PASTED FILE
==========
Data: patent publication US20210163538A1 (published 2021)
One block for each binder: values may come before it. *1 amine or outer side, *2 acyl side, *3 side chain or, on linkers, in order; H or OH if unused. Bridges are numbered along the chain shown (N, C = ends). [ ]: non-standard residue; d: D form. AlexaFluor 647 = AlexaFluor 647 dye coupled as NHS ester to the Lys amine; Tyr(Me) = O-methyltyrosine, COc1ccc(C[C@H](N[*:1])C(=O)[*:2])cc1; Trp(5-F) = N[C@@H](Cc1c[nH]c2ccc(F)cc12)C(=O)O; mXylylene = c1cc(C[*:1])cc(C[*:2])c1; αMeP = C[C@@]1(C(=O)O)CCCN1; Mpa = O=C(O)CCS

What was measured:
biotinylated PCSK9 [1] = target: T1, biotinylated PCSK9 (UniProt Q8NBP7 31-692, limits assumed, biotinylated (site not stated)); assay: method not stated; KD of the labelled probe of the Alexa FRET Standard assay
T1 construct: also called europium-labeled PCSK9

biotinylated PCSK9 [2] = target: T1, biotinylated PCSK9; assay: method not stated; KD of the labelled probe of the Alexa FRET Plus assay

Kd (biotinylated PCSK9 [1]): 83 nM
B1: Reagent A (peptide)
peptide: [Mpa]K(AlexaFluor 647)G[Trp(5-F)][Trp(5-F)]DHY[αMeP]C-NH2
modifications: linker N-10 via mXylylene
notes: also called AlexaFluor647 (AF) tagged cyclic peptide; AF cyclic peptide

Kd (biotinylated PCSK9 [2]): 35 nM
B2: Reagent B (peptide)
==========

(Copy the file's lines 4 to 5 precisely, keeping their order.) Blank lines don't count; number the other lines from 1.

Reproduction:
biotinylated PCSK9 [1] = target: T1, biotinylated PCSK9 (UniProt Q8NBP7 31-692, limits assumed, biotinylated (site not stated)); assay: method not stated; KD of the labelled probe of the Alexa FRET Standard assay
T1 construct: also called europium-labeled PCSK9